Story by Avery Gregurich
Unpredictable. Erratic. Fickle.
These are all words used to describe a typical Iowa winter.
But this year, Iowa’s frosty winter has been a study in dependability.
“The statewide average temperature-both highs and lows-since Oct. 1 has been 29.9 degrees,” the Des Moines Register recently reported. “The 120-year average for that period is 34.2 degrees.”
Iowa is not the only state undergoing a bone-chilling winter, though.
The first week of the New Year found nearly all land area east of the Rocky Mountains in a state of dangerously low temperatures and high amounts of snow fall. Meteorologists and news anchors began warning their viewers of the polar vortex that was upon them.
What is a polar vortex?
A polar vortex is a “strong, counter-clockwise circular flow in the vicinity of the poles,” said David Courard-Hauri, the director of environmental science and policy program at Drake University. “This flow is powered by the difference in temperature between the pole and the temperate zone.”
At the meeting of these two zones, there is an area called the “arctic front,” Courard-Hauri said. While the “air over Iowa is the temperate air, sometimes the arctic front moves far enough south to cover us, and we get very cold air.”
And that’s not the worst of it.
“Sometimes behind the arctic front there is an even colder region of air that has formed over the pole and is cycling rapidly,” Courard-Hauri said. “That is the polar vortex.”
In the past, the difference in temperature between the two areas has kept the polar vortex closer to the pole.
“What has been happening recently,” Courard-Hauri said, “is that the difference in temperature between the poles and temperate regions is still very large, but it is less large than it has been in the past, presumably due to climate change.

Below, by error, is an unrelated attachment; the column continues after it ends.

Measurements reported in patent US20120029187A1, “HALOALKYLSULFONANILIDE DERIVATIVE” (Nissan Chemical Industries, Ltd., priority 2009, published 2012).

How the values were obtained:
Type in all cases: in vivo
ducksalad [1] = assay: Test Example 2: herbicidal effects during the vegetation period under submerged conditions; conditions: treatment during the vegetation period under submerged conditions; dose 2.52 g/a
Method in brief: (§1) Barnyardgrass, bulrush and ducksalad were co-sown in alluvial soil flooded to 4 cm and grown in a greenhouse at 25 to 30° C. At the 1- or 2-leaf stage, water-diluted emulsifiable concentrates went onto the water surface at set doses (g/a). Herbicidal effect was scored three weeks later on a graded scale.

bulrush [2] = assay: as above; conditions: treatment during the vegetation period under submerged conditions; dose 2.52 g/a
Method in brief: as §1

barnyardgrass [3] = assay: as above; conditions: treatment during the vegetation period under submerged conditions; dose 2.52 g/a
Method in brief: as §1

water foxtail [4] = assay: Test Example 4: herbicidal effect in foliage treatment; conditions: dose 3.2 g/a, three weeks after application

“That means that the vortex itself weakens, and rather than flow in a nice, tight circle, the arctic front kind of meanders around more than usual.”
This meandering has led the vortex to dip further south, causing the frigid temperatures in Iowa and the rest of the area east of the Rocky Mountains.
Drake students from throughout the Midwest have noticed the change in temperature both here in Iowa and in their home states.
Benjamin Bovard, a junior finance and law, politics and society double major, is a Minnesota native.
“It has been a lot colder than usual in Des Moines this winter, and there seems to be less snow on the ground than in past years,” Bovard said.
His home state has also felt the effects of the polar vortex.
“In Minnesota, this winter it has been much colder,” Bovard said. “At one point over winter break it was around -45 degrees with the wind chill.”
Anna Chott, a junior environmental science and environmental policy double major, is from St. Louis, Mo. She has resided in Des Moines for three years and said that this winter has been particularly bitter.
“The last two winters were much less bitter than this one,” Chott said.
Chott also said that while St. Louis’ winter has been “noticeably warmer than in Des Moines,” there has been “more snow in St. Louis than usual.”
“They rarely get much snow, but this year it sounds like they’ve gotten more snow than Des Moines,” Chott said.
The Minnesotan Bovard remained optimistic despite the icy temperatures.
“It’s going to get warmer sooner or later,” Bovard said.